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Chapter 1 Overview of the Internet Outline Goals and Objectives Chapter headlines Introduction Internet and WWW Client/Server Model Diagnostic commands Evolution of Internet Transmission IP Addresses and URLs Internet Domain Names E-mail addresses File Protocols File Compression and Decompression Intranets and Extranets Connecting to the Internet Types of Modems Internet Tools Summary Chapter 1 - Overview of the Internet 2 Goals and Objectives Goals
Understand and master some of the basic concepts of Internet and World Wide Web, to be able to use them effectively in ordinary life, as well as in professional activities Objectives Client/Server Model Data and file transmission URLs and IP addresses E-mail addresses File protocols, compression and decompression Intranets and Extranets Internet connections Modems
Chapter 1 - Overview of the Internet 3 Chapter Headlines 1.1 Introduction The Internet is dubbed as a new mode of transportation 1.2 The Internet and the World Wide Web The web is the section of internet that features multimedia capabilities 1.3 Internet Jargon Learn the internet jargon as you go 1.4 Client Server Model This model allows two networked computers to talk to each other 1.5 Client/Server Diagnostic Commands These are useful to probe communication with a server
Chapter 1 - Overview of the Internet 4 Chapter Headlines 1.6 Evolution of the internet and the World Wide Web The internet has been evolving since the 1960s 1.7 Transmission across the Internet The TCP/IP protocol and its packets are central to internet use 1.8 IP Addresses and URLs Computers use IP addresses and humans use URLs 1.9 Internet domain Names An internet domain is a part of a URL 1.10 E-mail Addresses An E-mail address extends the naming scheme of a domain name
Chapter 1 - Overview of the Internet 5 Chapter Headlines 1.11 File protocols on the Internet Formats and rules of exchanging files on the Internet 1.12 File Compression and Decompression Keeping file size small to speed up downloads and uploads 1.13 Intranets and Extranets Companies use these private networks for security reasons 1.14 Connecting to the Internet Companies use T lines while homes use dial-up connection 1.15 Types of Modems Analog (phone), cable, and DSL modems 1.16 Internet Tools These tools depend on you interest
Chapter 1 - Overview of the Internet 6 Introduction The internet provides an instant mode of information and communication Internet had more users in its first five years than telephone did in its first thirty years E-mails already outnumbers regular mails Chapter 1 - Overview of the Internet 7 Internet and World Wide Web Internet is a network of networks It is known as information superhighway Internet links powerful servers in every part of the world World Wide Web (WWW) is the driving force of internet that features multimedia capabilities, such as, text, audio, video, graphics, and images The heart of internet is its dynamic nature and randomness of information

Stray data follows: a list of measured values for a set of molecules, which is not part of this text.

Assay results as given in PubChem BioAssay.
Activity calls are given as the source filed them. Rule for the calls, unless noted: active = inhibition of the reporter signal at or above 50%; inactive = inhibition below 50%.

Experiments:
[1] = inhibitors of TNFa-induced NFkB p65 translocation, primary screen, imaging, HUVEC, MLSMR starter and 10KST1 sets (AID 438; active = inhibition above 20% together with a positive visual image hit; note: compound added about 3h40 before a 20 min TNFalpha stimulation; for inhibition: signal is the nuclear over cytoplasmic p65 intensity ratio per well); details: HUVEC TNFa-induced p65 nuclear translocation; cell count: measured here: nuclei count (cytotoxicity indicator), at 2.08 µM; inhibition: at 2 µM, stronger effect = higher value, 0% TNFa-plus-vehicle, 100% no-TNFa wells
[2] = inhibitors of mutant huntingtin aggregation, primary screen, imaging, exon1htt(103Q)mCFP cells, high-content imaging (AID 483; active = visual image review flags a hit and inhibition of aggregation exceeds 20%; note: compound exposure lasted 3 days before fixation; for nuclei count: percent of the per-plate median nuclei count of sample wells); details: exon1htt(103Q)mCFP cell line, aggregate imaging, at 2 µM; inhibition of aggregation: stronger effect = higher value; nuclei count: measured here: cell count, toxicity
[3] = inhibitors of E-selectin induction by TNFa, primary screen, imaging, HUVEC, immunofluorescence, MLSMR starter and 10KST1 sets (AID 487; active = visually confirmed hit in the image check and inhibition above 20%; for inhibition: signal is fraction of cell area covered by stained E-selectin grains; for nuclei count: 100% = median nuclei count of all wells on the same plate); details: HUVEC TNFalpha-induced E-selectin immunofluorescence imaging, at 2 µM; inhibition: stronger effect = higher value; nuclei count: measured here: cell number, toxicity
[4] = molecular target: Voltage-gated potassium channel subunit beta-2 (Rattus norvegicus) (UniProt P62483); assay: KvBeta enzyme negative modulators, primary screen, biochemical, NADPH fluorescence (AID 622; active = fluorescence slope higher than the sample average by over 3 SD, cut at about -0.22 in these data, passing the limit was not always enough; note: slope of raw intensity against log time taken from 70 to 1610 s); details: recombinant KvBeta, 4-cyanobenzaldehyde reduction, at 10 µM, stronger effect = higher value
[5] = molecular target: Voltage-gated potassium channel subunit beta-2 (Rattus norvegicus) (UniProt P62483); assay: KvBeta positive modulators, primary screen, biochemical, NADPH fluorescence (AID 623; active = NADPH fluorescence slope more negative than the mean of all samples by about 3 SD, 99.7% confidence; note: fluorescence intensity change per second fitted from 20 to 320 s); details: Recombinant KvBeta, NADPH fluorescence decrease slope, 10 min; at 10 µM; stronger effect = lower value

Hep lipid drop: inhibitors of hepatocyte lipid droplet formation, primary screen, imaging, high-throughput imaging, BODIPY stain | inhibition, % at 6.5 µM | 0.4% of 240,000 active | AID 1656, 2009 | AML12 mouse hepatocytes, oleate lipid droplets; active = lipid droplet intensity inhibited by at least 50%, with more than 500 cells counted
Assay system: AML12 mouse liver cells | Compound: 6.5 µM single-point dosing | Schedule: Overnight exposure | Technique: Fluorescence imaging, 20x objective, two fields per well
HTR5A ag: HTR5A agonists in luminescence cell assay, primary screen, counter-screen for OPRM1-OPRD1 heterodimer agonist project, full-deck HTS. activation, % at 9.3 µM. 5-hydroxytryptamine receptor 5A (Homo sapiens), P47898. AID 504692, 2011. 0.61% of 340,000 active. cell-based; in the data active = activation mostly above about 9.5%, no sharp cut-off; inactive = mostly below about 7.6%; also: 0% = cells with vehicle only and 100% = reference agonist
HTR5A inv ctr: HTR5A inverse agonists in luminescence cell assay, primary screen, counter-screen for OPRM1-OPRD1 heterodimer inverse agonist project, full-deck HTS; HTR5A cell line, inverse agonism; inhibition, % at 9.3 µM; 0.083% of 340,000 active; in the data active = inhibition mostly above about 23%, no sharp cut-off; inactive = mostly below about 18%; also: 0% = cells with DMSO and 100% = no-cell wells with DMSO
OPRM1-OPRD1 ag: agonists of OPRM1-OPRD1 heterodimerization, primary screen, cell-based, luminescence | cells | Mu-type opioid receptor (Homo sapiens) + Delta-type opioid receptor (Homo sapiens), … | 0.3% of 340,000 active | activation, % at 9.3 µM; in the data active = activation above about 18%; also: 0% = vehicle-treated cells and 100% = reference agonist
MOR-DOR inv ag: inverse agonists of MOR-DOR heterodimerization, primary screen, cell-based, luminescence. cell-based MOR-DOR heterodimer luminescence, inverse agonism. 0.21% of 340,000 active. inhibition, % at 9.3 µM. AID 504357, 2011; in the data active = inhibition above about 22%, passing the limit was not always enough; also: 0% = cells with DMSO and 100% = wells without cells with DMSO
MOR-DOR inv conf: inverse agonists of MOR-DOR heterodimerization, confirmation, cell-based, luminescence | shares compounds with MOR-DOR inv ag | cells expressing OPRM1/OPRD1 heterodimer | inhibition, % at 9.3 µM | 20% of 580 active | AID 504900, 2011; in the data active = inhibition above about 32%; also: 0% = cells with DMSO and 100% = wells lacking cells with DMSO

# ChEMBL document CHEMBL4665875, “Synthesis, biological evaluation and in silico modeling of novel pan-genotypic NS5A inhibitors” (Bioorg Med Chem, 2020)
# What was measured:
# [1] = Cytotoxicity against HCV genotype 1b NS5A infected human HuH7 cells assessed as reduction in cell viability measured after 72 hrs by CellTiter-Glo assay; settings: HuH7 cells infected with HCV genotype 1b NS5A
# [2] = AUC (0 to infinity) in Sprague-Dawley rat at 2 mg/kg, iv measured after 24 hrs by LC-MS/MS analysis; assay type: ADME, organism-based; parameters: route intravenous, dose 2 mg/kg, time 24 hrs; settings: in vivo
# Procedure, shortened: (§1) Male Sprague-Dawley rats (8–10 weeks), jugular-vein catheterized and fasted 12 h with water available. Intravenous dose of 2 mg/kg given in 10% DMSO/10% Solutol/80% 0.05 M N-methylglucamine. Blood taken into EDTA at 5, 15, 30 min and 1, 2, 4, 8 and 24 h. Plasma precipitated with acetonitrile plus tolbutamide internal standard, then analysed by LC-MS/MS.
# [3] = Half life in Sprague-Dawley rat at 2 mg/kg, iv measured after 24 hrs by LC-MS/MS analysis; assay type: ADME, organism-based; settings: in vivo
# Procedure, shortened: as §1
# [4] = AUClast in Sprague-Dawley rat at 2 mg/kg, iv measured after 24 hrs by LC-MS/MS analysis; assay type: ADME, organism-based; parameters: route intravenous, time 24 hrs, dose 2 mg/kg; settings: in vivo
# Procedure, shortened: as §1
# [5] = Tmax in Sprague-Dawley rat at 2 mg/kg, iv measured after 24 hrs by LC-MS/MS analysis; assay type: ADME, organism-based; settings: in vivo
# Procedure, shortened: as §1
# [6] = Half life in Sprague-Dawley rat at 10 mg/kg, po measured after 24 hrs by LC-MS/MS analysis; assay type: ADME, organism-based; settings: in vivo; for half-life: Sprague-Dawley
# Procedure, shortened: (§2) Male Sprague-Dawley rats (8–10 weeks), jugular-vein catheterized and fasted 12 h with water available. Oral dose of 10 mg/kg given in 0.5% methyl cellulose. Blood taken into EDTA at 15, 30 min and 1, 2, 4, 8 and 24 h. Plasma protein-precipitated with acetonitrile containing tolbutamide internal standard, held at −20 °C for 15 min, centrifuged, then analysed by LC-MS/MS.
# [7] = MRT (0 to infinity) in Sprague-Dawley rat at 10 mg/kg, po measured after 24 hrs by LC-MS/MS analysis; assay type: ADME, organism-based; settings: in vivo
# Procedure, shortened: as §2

Chapter 1 - Overview of the Internet 8 Client/Server Model Client/Sever model uses two computer programs installed on separate, but networked, computers located at different locations The client requests services from the server Multiple clients can access a server concurrently Chapter 1 - Overview of the Internet 9 Two-tier/Three-tier Architecture Client/Server databases are used extensively on web. Two-tier architecture is the most common model. In three-tier model, a middle server is added between the database and the client for security purposes.
Chapter 1 - Overview of the Internet 10 Client/Server Diagnostic Commands
The three important commands are: 1. finger: Allows you to find who is currently logged into a given host or whether a particular user is logged in e.g. finger hostname finger username@hostname 2. ping: Allows a client to check whether a server is up and running e.g. ping hostname 3. tracert: Traces the transmission route of data from client to a server e.g. tracert hostname
Chapter 1 - Overview of the Internet 11 Evolution of the Internet Early research on the concept of internet began in 1962 at Advanced Research Project Agency (ARPA) The sequence of Internet development is: 1960s ARPANET 1970s-1980s CSNET, USENET, BITNET, NSFNET 1990s World Wide Web In 1989, WWW was conceived by Berner-Lee The Web exploded when Mosaic (first graphicallyoriented browser) became available from the NCSA Center at the University of Illinois, UrbanaChampaign in 1992
Chapter 1 - Overview of the Internet 12 Transmission across the Internet Data, such as Web pages and e-mail messages, are transmitted from one computer to another across the Internet via the TCP/IP protocol The TCP/IP protocol is embedded in TCP/IP software that is part of the OS (operating system) of any computer Each computer on the Internet has a unique IP address that is used to identify it. The TCP/IP software uses this IP address in data transmission Chapter 1 - Overview of the Internet 13 Transmission across the Internet The TCP/IP software breaks the data to be delivered into TCP packets (similar to letters), bundles them, labels them with the sender and receiver IP addresses (similar to envelopes), and sends them to the receiver's IP address The TCP/IP software of the receiving computer unpacks the TCP packets (similar to opening an envelope), connects them to construct the original data (such as an e-mail message), and makes it available for an application program to read (such as an e-mail tool)